A WEEK LATER, Barrett invites me to his Harlem brownstone for dinner. At 47, the stoned Mighty Mouse is a wiry five-foot-seven with a scarred shaved head and a blunt-stained perma-smile unsettled only by a persistent hacking cough. “It’s not COVID,” he assures me. “I just smoke a lot of these,” referring to the comically large blunt hanging from the corner of his mouth.

I follow him down a long corridor into his kitchen. Nadia Day, Barrett’s 40-something business partner–chef–girlfriend, is waiting to greet me. She offers me an $8 bottle of Pizza Pusha’s Stoned Soda, which contains 30 milligrams of THC. (A typical serving of THC for a newbie is around 10 mg; for a stoner, it might be 50 to 100 mg; any more brings the possibility of going full Maureen Dowd.) “This is just the events space,” Day says of the apartment. She wants me to know this is no longer a mom-and-pop shop run out of this place. Plus it isn’t zoned for commercial use. “We used to cook here, but the Fire Department came.”

It’s a warm September night, so we walk to the backyard, which is tremendous by New York standards. There’s a Jacuzzi built into the deck, which leads down to patio seating for 30, where the Pizza Pusha team has been hosting socially distanced “stoned speed dating” nights. I sit across from Barrett at the end of the 20-person marble table as he presses a button, lighting a gas fire that rips down the center from end to end.

Barrett’s journey to pot pizza began in 2015. Looking to get in on the marijuana gold rush, but not sure what part of the industry to focus on, Barrett relocated to America’s cannabis capital, Humboldt County, California, where he rented a five-acre property in Eureka and started growing. “These hippies had me over, served me a gourmet cannabis-infused meal, and I’m thinking, This is the future. This is what’s missing in New York City,” he says. “A lot of people like me would rather eat and smoke weed with their friends than drink.” The next year, Barrett moved back to New York, and by 2017, he had hatched a plan to start a cannabis-pizza delivery service. He sourced the best supplies and recipes Bensonhurst could offer and taught himself to cook pizza. He lived in a basement below a kitchen, where he tested different infusions, the exact ingredients of which he will not reveal. “It’s a science,” he says, raising his eyebrows to emphasize that I should not ask about the recipe again.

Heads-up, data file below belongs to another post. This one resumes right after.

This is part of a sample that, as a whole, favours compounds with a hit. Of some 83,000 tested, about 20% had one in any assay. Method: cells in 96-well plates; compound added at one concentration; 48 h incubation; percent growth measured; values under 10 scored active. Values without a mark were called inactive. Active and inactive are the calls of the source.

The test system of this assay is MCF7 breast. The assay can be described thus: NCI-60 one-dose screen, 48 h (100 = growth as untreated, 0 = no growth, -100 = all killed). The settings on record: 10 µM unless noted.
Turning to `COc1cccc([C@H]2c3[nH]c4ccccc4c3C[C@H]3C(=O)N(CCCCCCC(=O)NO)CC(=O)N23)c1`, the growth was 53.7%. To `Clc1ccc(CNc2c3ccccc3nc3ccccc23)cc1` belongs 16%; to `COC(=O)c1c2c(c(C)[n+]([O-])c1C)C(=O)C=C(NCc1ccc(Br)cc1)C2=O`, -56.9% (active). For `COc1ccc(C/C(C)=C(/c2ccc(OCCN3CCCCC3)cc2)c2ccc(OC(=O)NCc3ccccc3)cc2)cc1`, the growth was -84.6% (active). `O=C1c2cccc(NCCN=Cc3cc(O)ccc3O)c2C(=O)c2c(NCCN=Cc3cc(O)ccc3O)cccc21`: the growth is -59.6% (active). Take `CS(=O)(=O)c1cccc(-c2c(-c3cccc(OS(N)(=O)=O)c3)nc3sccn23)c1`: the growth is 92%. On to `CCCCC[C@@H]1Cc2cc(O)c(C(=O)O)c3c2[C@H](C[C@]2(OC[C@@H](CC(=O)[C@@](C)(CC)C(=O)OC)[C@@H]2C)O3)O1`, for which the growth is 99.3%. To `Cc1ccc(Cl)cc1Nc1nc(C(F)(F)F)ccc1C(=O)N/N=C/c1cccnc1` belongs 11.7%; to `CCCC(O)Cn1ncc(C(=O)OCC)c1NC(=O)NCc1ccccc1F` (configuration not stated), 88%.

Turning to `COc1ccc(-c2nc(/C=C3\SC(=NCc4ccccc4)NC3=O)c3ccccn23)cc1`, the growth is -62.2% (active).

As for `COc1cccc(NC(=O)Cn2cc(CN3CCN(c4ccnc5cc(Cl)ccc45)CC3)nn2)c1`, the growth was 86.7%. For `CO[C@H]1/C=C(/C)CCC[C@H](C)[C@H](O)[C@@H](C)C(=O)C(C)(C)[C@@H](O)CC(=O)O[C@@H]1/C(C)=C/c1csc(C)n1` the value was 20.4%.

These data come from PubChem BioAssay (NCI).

When the coronavirus pandemic hit, the Pizza Pusha’s Instagram DMs were flooded with stoners hoping to purchase $55 pepperoni pizzas. Barrett says the business grew from 20 employees to, at its peak, 70; today, 35 team members cook and drive pizzas to 50 to 100 distanced and isolated customers per day in the tristate area.

Chris Barrett and his fellow inmates in 1996, serving time at a medium-security federal prison in Pennsylvania. One of the men pictured, Kevin Kelly (bottom row, middle), was a prominent member of the Irish American gang the Westies, which was once allied with the Gambino crime family in New York.

Peeking out behind Prodigy, Havoc, 50 Cent, and Busta Rhymes at a Mobb Deep album-release party in 2014.

Receipts pile up in an April 19, 2020, Instagram post with the location tag “Harlem Baby !!!!”: “Busy Day!! #pizzapusha.”

Rapper ItsBizkit performs outside St. Ned, the East Village brick-and-mortar restaurant Barrett opened in October.

At Sendapackage.com’s New York warehouse in 2013.

Instagram Influencer Megan the Kim poses with stoned Pizza.

“I’VE DONE A LOT OF RISKY THINGS IN MY LIFE. Selling pizza ain’t one of them.”

LEFT: The @pizzapusha account documents glamorous days in the life flying private to celebrities like the rapper Twista: “On our way to Chicago to get @twistagmg #ST NED.”

BELOW: In another post, Barrett memes his arrest by Miami-Dade authorities: “They act like they never saw pizza before!!”

Receipts pile up in an April 19, 2020, Instagram post with the location tag “Harlem Baby !!!!”: “Busy Day!! #pizzapusha.”